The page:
Community foundations develop funds as well as make grants. They bring together people who care about their communities, they help donors achieve their charitable goals, and they invest in their communities by making effective and timely grants. But how they do this and the balance between these different things varies from place to place. Even as the community foundation model moved across the border from the US to Canada, the emphasis changed significantly.
In 1914, in Cleveland, Ohio, the first US community foundation (CF) came into being. The vision of Frederick Goff, the Cleveland Foundation was created as an independent entity for purposes of distributing unrestricted income from charitable bequests left by clients of his bank, while the money from those bequests continued to be managed by the bank. Not long after that, in 1921 in Winnipeg, the first Canadian CF was born, bringing to about six the number of CFs in North America.
While the growth of CFs has been steady ever since, the concept really blossomed in the last two decades of the twentieth century, and continues to flourish today – not only in North America but around the world.
The community foundation concept
It is easy to think of the concept as a recent American invention, but colleagues from other parts of the world gently remind us that the notion of managing financial resources over the long term and inviting the community to help make decisions about their disbursement is centuries old and has deep roots in notions of philanthropy and responsibility for others.
Why has the concept of CFs taken such a strong hold in recent years? I don’t expect the reasons have changed much over time. Citizens have always wanted to give to their community as a way of saying thank you and of sharing the good fortunes that have come their way. People have always wanted to leave something for the future as well as making a difference in the present. They have always wanted to contribute to causes and issues that matter to them. CFs make possible, indeed encourage, all these aspirations and desires of individuals, families, businesses and community organizations.
In Canada we see CFs as having three key roles – roles that pretty much characterize how CFs around the world would describe themselves. These are endowment-building and offering flexible donor services; broad and effective grantmaking; and inclusive community leadership – all carried out in the context of accountable and responsive governance. It is the combination and interdependence of these three roles that makes CFs different from other fundraising and funding organizations.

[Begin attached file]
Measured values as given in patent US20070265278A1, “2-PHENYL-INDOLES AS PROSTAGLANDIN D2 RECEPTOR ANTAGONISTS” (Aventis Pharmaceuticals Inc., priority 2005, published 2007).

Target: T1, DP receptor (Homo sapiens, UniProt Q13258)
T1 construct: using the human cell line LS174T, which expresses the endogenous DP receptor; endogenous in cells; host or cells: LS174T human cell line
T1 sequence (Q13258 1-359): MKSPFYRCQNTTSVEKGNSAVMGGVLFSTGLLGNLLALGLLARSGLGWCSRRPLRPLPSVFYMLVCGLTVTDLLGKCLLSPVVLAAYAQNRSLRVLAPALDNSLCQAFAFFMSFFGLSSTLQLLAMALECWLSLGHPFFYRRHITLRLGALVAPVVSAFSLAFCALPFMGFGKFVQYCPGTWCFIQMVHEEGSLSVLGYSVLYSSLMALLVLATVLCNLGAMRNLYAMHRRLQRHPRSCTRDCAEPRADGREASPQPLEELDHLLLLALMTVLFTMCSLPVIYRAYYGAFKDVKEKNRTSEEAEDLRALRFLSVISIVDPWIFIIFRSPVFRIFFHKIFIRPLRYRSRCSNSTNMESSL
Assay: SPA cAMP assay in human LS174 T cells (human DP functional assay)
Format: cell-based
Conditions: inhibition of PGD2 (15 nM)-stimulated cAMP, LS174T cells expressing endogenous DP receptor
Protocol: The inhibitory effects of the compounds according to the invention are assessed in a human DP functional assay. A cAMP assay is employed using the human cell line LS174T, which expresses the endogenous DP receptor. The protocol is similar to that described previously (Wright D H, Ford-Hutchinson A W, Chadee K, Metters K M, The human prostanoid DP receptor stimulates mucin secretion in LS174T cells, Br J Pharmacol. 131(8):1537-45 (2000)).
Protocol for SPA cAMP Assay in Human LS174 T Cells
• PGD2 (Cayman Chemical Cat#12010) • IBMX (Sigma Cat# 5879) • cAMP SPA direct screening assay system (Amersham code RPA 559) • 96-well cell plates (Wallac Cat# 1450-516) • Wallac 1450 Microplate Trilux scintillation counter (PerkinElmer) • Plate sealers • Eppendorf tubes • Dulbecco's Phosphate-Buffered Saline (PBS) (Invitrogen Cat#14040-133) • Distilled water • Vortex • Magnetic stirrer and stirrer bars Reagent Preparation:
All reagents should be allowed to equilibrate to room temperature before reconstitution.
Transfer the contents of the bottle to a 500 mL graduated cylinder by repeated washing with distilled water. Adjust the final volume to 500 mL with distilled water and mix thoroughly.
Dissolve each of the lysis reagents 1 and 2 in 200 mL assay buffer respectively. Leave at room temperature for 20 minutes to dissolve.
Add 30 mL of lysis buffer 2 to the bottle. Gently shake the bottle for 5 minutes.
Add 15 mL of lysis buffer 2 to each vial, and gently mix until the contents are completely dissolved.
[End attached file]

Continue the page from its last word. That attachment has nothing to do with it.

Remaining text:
Of course, no CF would claim to carry out all three of these key roles all of the time: they fashion their priorities and areas of emphasis to suit the particular circumstances of their culture and community. For some, endowment-building is a long-term goal and receiving funds to flow through to community organizations is more realistic. For others the notion of convening and leading can come only after assets have been built. For yet others bringing the community together to tackle urgent issues or encourage community participation may be the highest priority.
Community foundations in Canada
How have Canadians arrived at their particular version of CFs? One answer lies in the way CFs have begun during the last few years. No longer are they started in the bank or the law office. They are started on the street, by citizens who witness the very soul of their community being threatened, perhaps by the closure of a local hospital, the merger of local governments into regional structures, or the collapse of traditional ways of life – fishing or forestry or farming if they are in rural parts of the country, as most Canadian CFs are. The issue, then, is how to keep one’s community identity, how to build local resources for some security in the future or to address present issues. Setting up a CF is one answer.
A second reason lies in our country’s history. In contrast to our neighbours in the US, Canada has a long history of emphasis on ‘the group’, the community. We have historically encouraged and valued collective action over individual action, so the notion of communities coming together to solve their problems is part of our national identity.
Finally, our history differs from that of the US with regard to philanthropy, and in the way the public and private sectors interact. In Canada we simply don’t have the wealth of the US, nor the same experience of individuals of great wealth setting up philanthropic empires. Until very recently the largest foundation in the country was a CF. The fact that we have historically had a greater reliance on publicly funded services such as universal health care also affects the way we approach things.